New Restrictions On Property Owners Advance Officials’ Pursuit Of ‘Tree City’ Label
Trees that have to go would become a big problem for lot and land owners
A tree ordinance proposal in Plymouth Township that would impose local government restrictions on property owners who need to remove, replace, or plant trees on their property brought controversy when put forward.
During a May 25 Board of Trustees meeting, Kurt Heise, township supervisor of Plymouth Township, offered an updated version of a proposed ordinanced.
Steep fines, fees, and costly consultations with certified arborists are part of the proposal, which may be, in part, the product of officials’ desire for the township to get a “Tree City” designation from the National Arbor Day Foundation.
Heise said he meant the original proposal to be a starting point for new regulations.
“I took the existing ordinance from the city of Plymouth and used their ordinance so we could work off of it. Their tree ordinance was not without controversy, but I wanted to use it as an example of a comparable proposal. Since the original discussion at the May 25 board meeting, it has been substantially modified, and the only provision dealing with private property are heritage trees,” Heise said.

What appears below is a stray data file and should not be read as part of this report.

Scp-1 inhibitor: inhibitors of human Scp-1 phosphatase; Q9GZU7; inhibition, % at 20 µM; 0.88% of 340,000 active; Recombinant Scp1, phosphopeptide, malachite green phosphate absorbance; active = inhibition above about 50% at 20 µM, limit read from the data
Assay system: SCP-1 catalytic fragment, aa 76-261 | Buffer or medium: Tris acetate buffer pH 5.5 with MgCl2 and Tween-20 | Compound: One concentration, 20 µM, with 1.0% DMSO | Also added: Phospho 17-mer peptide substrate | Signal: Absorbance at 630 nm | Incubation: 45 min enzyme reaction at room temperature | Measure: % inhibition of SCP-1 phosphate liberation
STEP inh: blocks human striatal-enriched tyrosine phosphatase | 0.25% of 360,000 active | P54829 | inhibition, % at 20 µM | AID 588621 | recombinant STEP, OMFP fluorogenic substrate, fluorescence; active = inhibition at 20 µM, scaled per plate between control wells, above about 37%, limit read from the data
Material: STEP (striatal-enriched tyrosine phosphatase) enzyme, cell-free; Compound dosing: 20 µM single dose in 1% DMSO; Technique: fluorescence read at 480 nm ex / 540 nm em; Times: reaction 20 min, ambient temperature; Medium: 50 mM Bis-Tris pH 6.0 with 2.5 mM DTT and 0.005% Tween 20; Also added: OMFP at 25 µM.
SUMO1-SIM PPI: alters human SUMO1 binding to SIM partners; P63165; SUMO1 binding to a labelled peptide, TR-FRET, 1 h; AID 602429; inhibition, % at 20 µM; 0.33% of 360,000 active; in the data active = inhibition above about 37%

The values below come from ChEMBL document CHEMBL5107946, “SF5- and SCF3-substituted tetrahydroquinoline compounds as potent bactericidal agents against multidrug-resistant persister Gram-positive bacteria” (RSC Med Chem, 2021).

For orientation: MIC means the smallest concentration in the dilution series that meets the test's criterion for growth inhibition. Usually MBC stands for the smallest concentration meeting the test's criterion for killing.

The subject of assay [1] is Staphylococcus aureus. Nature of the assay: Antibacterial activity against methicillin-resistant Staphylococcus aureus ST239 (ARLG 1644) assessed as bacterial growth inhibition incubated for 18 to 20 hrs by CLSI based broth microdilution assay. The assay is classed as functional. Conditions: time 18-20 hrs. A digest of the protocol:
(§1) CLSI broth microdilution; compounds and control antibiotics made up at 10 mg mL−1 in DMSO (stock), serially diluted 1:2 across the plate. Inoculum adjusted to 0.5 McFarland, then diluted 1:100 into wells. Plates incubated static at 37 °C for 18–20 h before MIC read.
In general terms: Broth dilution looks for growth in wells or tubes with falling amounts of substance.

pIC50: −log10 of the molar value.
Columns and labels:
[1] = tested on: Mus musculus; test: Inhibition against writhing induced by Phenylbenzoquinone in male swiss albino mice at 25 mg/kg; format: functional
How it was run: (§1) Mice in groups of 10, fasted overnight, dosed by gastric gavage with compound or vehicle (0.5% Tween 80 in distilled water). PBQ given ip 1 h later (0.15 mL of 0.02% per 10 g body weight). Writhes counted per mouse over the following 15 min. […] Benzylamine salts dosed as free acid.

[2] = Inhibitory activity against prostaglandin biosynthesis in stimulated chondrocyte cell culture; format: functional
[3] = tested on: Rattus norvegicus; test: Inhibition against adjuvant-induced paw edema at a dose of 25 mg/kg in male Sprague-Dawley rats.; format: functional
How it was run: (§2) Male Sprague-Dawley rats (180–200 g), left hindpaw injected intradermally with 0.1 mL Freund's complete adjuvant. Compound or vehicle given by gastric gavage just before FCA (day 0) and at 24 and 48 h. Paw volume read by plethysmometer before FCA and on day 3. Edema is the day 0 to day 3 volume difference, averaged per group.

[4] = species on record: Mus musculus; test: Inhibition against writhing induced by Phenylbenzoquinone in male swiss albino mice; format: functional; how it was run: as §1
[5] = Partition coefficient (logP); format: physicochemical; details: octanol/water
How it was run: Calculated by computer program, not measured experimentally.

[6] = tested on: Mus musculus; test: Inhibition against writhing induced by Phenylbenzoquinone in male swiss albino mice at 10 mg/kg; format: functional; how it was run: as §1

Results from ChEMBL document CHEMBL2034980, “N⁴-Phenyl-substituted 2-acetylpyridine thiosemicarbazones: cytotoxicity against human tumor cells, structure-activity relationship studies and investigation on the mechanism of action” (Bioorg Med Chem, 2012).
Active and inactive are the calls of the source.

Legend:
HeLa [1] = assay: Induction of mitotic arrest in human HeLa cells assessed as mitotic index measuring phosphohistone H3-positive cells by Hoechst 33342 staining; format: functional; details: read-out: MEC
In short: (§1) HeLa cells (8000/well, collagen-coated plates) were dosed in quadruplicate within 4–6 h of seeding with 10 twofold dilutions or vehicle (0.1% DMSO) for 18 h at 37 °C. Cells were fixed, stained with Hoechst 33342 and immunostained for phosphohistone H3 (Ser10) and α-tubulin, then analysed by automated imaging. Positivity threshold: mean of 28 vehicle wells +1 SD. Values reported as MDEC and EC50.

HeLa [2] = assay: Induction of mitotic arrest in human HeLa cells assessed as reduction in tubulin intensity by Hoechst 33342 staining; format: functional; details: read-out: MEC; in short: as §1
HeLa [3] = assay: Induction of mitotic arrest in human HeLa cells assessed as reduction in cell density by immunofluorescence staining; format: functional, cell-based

The original version would have defined any tree over 18 inches in diameter as a “heritage tree.”
Under the ordinance, any property owner who wants to replace a heritage tree would have to conform to a township formula. The property owner would also have to submit a tree replacement plan to the township, and a township official could make exceptions on a case-by-case basis.
The threshold for a heritage tree under the new version of the ordinance is 24 inches or more in diameter. The new version would also prohibit property owners from planting or replacing any of 10 specified tree varieties.
If it were not possible to do what the ordinance demands, a property owner who removed trees would have to pay into a township tree fund, at a rate prescribed by the number and diameter of the trees removed.
The Michigan Senate passed a bill introduced by the late Sen. Tom Casperson in 2018. It would have preempted local governments from restricting property owners’ ability to cut down or trim trees on their land. But the House did not take up the bill before the end of the 2017-18 Legislature. It had been introduced after reports appeared of Canton Township threatening a property owner with $450,000 in fines for removing trees.
Michigan Capitol Confidential is the news source produced by the Mackinac Center for Public Policy. Michigan Capitol Confidential reports with a free-market news perspective.